Aliens Versus Predator: Requiem (film, 2008)

Oh dear, deary, deary me. Oh… Just read this review, from Death Ray 11.


2007/83 mins /15

Director: The Brothers Strause

Writer: Shane Salermo

Starring: Steven Pasquale, Reiko Aylesworth, John Ortiz, Johnny Lewis, Ariel Gade, Kristen Hager

Painting by numbers Alien film rendered in rainslick black, acid yellow, and flourescent blood green.

The second in what will hopefully be a short franchise presents a story with themes so dilute it’s as powerful as a weak glass of Kiora.

The plot: The Alien chestburster born from a Predator at the end of the last film goes on the rampage on the Predator ship, causing it to crash in small town America. Facehuggers escape, and run amok. Meanwhile (it’s the kind of film with a lot of “meanwhile”), on the Predator homeworld, an alarm alerts a veteran Predator, and he nips off super-quick like to clean it all up, before anyone on Earth notices. There’s a lot of fighting, then the military blow up the town to stop the spread of the aliens, so you could say our Predator buddy is unsuccessful. Fin.

Earlier Alien films have made a variety of points:  the power of the mothering instinct, the greed of corporations, what it means to be human. Unfortunately, this movie takes its cues from the Predator franchise alone. It’s nothing but a welter of rubber-suit action, only without the novelty of either original Predator film. It is “horror SF” in its most debased form, SF because the monsters are aliens, horror because we get to see a load of teenagers being slain.

This co-mingling of low-grade DNA shapes the film. We have a traditional suburban set-up, with a number of bland characters. These are just enough this side of the superficial to make us be bothered to guess what order they are going to die in. There’s a troubled brother, a nerdy brother, a sheriff with a dodgy past, a hot blonde… blah blah blah. So far, so straight-to-video, but what really irks is the egregious deployment of a sub-Ripley Gulf War vet mother and her Newt-esque child. This only shows the film up for what it’s not. Actually scratch that, we don’t know she’s a Gulf War vet, only that she shows up at home in a US Army uniform and can drive a tank and fly a helicopter. These really are thumbnail character sketches – of characters from other films, movie shorthand so that we don’t need a real story. The rest of it, cool Predator weapons, swimming Aliens, the inclusion of a certain Ms Yutani, is pure fan service. It’s only missing a gratuitous tit shot.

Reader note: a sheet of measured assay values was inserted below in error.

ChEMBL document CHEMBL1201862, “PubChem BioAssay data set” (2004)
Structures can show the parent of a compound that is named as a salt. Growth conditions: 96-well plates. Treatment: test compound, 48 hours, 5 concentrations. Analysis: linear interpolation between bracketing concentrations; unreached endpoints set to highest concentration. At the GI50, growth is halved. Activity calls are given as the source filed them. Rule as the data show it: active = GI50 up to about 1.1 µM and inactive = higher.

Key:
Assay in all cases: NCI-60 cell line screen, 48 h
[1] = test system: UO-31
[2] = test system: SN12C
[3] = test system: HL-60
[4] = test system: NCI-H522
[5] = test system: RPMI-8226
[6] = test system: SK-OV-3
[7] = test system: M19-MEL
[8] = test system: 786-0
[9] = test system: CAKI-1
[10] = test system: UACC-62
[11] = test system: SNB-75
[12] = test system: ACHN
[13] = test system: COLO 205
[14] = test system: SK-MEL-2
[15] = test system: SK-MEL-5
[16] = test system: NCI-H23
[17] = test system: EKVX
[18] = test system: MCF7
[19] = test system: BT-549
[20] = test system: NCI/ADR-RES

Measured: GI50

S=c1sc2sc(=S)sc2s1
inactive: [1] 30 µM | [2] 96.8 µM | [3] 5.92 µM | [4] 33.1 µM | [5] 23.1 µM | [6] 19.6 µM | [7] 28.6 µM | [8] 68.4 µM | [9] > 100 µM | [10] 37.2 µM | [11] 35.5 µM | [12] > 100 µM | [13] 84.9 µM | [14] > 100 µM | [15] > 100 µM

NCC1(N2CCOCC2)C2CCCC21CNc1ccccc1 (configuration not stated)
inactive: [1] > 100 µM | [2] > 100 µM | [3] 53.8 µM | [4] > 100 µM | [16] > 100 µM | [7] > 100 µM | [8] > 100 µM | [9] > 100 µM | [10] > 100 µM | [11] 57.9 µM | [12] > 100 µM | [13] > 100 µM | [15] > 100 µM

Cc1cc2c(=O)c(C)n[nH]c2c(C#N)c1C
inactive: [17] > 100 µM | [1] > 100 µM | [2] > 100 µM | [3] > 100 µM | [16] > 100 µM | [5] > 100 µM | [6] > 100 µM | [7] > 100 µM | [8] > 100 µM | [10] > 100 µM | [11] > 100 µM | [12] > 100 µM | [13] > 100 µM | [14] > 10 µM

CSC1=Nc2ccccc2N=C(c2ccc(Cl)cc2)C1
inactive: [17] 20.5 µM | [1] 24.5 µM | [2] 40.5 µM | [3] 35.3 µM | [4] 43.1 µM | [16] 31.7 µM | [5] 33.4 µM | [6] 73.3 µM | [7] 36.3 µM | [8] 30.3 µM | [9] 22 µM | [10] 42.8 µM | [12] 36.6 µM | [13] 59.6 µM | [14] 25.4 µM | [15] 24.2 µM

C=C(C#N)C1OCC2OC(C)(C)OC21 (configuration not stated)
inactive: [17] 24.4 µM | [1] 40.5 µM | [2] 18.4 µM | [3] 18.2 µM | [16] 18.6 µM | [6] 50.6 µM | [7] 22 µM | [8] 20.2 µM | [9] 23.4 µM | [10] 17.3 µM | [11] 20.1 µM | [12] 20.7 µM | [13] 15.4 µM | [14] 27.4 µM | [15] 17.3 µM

This reduction of idea goes on: selectively ignoring the Alien’s acid blood so we get a better fight with the Predator, having the super-secretive clean-up Predator skin a man alive and leave him in plain view, just for the gore, while the franchises haemorraging of sophistication sees the Predalien invade a maternity ward, causing clutches of aliens to burst out of pregnant mothers’ bellies. This kind of thing makes you wonder, do the Brothers Strause understand what these films are about, or are they just turned on by the action? Probably the latter, because as in the first AVP, the life cycle of the Aliens is sped up, so we don’t have to sit through any boring suspense before the silver-toothed xenomorphs start chowing down on our pack of McStereotypes. It’s short attention span SF by MTV directors for people who know these properties only as trademarked action figures. In the end we’re left watching two big guys in unwieldy costumes hit each other in the rain. And that is really is it.

However, this is a leaner, more gripping film than the first AVP. It’s pacily directed, and though fashioned from lumps of cinematic Lego, they are neatly stuck together. If you can put your brain in neutral and forget the films that came before, you might enjoy it. But it is so bereft of any kind of genuine thought – AVP 1‘s concepts might have been rubbish, but at least it had some – that it’s hard to keep mental disengagement up.

There’s a reason why films like this are the way they are, and modestly budgeted too. The twin franchise has reached that Freddy 4 stage, where it’s enough to wheel out the titular bad guys to get the fans cheering. Folks who can chew and walk at the same time are going to be perpetually disappointed by such offerings. This could be Aliens Versus Jason, or Aliens Versus Mickey Mouse. Both creatures have become so embedded in US contemporary pop culture that they have ceased to be interesting. It’s the purest form of film-as-business, an exercise in spreadsheets, there’s simply no need for anything but the simplest ingredients to make cash. This is fine, Brothers Strause, we all need to turn a buck, but don’t expect critical acclaim for it. And why is it called Requiem? If it’s a requiem for anything it is one for imaginative filmmaking. Very nearly, but not quite, shit.

Did you know?

The Predator was named Wolf by the filmmakers, after Harvey Keitel’s character in Pulp Fiction who was also a “Cleaner”.


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